The origins of the housing bubble are complex, but they are worth understanding if we want to know how things will progress. The housing bubble is not merely the result of low interest rates and shabby lending practices. As Liu says, “the bubble was caused by creative housing finance made possible by the emergence of a deregulated global credit market through finance liberalization. The low cost of mortgages lifted all US house prices beyond levels sustainable by household income in otherwise disaggregated markets.”
The deregulated cross-border flow of funds (via the yen low interest “carry trade” or the $800 billion current account deficit) have played a major role in inflating the US real estate market.
Liu adds, “Since the money financing this housing bubble is sourced globally, a bursting of the US housing bubble will have dire consequences globally.” Since nearly 50% of “securitized” mortgage debt is owned by foreign investors; the subprime meltdown is bound to send tremors through the entire global financial system.
The housing decline is further complicated by Wall Street innovations in derivatives trading which has generated trillions of dollars in “virtual” wealth and is affecting the Feds ability to control inflation through interest rate manipulation. As Kenneth Heebner said, “You have hedge funds buying these subprime and Alt-A loans and leveraging them at 10 to 1. They buy a pool of mortgages at 8% and they borrow against it in yen for 3% and then lever it at 10 to 1so you have a lucrative profit.”
In other words, low interest foreign capital has flooded US markets and contributed to distortions in housing prices.
In her recent article “War Drags the Dollar Down,” Ann Berg refers to Wall Street’s “swirling galaxy of exotic finance” which has “worked magic for the government and the elite,” but has yet to weather a severe downturn in the economy.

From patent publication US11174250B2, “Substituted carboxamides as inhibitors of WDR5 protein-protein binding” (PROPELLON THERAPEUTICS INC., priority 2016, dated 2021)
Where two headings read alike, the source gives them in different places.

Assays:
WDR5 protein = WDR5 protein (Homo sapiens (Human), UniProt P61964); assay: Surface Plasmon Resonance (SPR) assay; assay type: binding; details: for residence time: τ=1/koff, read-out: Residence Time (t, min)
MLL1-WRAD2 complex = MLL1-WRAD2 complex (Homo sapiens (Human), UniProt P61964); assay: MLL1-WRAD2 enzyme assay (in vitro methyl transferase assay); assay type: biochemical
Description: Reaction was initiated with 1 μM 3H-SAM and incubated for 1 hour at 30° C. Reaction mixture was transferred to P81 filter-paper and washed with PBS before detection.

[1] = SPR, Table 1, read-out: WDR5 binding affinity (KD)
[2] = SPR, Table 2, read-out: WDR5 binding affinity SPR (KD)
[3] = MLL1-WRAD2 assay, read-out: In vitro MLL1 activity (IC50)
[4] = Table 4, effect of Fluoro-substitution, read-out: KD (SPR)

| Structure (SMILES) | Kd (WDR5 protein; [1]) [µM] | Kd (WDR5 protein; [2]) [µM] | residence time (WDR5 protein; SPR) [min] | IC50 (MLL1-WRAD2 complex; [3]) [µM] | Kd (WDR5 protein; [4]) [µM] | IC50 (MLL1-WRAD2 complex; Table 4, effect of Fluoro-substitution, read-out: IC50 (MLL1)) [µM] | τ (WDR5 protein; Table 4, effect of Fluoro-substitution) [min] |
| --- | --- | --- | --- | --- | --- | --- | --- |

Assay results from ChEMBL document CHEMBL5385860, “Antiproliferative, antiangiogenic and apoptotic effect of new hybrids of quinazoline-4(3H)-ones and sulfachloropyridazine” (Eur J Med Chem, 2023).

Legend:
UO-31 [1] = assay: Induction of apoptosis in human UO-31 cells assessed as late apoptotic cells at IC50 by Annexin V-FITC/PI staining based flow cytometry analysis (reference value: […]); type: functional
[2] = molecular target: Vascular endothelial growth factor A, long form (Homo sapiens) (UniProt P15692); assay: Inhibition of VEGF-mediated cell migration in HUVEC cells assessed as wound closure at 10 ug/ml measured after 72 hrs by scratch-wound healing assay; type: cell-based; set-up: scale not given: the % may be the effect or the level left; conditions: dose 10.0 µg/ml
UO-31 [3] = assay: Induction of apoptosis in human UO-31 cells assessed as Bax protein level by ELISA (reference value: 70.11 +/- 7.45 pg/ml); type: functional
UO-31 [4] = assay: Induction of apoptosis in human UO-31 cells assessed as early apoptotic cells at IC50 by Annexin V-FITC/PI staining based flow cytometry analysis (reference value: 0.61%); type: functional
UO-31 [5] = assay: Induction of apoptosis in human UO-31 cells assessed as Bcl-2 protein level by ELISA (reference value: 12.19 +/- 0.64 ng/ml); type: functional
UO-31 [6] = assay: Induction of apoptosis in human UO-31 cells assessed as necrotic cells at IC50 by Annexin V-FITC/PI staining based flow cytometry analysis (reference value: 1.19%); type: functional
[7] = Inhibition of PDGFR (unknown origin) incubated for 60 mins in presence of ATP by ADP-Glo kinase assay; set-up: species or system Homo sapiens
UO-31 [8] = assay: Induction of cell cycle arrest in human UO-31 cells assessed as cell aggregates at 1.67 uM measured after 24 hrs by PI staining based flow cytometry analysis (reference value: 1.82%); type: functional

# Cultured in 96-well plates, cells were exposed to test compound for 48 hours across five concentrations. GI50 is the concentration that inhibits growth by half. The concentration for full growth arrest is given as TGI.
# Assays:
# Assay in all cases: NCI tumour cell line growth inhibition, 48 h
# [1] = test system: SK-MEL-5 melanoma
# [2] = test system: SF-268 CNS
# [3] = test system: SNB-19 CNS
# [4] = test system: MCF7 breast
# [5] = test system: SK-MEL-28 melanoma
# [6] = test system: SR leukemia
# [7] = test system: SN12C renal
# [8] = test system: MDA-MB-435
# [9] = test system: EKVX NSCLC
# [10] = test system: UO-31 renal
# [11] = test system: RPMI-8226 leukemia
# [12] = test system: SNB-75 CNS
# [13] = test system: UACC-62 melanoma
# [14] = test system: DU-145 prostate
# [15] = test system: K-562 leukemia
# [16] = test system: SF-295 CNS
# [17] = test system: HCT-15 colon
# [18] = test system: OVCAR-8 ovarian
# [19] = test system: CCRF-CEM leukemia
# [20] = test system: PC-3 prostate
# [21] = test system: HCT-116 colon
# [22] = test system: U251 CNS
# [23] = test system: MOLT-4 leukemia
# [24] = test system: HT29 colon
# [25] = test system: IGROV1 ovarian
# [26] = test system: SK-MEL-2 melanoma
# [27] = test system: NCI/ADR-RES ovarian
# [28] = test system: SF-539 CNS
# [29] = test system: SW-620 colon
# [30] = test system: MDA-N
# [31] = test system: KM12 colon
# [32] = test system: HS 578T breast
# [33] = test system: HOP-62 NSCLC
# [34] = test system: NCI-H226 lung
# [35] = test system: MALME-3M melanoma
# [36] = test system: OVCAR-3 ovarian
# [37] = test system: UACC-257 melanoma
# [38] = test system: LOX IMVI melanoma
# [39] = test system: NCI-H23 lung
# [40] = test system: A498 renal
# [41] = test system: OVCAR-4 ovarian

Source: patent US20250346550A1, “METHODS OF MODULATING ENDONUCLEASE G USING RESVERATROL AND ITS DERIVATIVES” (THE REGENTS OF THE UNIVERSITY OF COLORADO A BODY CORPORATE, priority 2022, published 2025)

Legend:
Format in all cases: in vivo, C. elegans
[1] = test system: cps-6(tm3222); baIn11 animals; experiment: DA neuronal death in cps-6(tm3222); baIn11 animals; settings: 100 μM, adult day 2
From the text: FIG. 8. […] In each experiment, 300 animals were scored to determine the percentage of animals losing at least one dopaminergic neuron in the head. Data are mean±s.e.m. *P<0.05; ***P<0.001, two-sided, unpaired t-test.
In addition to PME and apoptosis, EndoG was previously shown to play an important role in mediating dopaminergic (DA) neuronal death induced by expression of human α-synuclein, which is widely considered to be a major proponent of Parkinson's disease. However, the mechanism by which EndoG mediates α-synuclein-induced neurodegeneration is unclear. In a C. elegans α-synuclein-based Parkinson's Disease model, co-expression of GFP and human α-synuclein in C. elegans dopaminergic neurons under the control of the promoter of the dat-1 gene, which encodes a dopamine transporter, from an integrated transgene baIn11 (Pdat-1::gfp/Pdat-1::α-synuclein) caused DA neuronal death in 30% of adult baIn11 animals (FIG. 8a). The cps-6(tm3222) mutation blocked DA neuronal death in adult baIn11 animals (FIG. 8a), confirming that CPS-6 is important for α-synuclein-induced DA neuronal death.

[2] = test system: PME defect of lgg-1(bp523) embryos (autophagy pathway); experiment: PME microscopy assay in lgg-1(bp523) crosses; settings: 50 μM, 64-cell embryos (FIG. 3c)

But how will market deal with sudden downturn in the hedge fund industry? Will the dodgy subprimes and shaky collateralized debt obligations (CDOs) trigger a crash or has the risk been wisely dispersed through derivatives trading?
No one really knows.
As Berg says, “Derivatives numbers are staggering. The Bank for International Settlements estimates that the notional amount of derivatives traded on regulated exchanges topped a quadrillion dollars last year and that the outstanding unregulated off-exchange (called over-the-counter – OTC) amount stood at $370 trillion in June 2006. Because the OTC market is composed of endless strings of bilateral transactions — the systemic risk is unknown.”
The comments of the President of the New York Fed, Timothy Geithner, help to clarify the abstruse activities of the modern market:
“Credit market innovations have transformed the financial system from one in which most credit risk is in the form of loans, held to maturity on the balance sheets of banks, to a system in which most credit risk now takes an incredibly diverse array of different forms, much of it held by nonbank financial institutions that mark to market and can take on substantial leverage.”
Geither’s right. The markets now operate as unregulated banks generating mountains of credit through massively leveraged debt instruments—a monster credit bubble larger than anything in the history of capitalism.
So, where is all this headed?
No one really knows. But when the housing bubble crashes into Wall Street’s credit bubble, we can expect the “big bang.” That may explain why America’s wealthiest investors are running for cover before the whole thing blows. (A number of investors have already cashed out and put there holdings into foreign funds and currencies)
One thing is certain — time is running out. With $1 trillion in subprimes and Alt-A loans headed for default the system is facing its greatest challenge. US GDP has been revised to a measly 1.8%, foreign investment is down, and the dollar is losing ground to the euro on an almost weekly basis.
Falling home prices have already precipitated a number of other problems. For example, Gene Sperling reports, in “Housing Bust Meets the Equity Blues,” that “The Fed data showed an amazing expansion (in Mortgage-Equity Withdrawal). In 1995, active MEW had been $37 billion. By the fourth quarter of 2005, it soared to $532 billion annualized, a 14-fold expansion.” These equity withdrawals have translated into consumer spending which accounts for at least 1 full percentage point of GDP. Declining house prices means that extra boast for the economy will now disappear.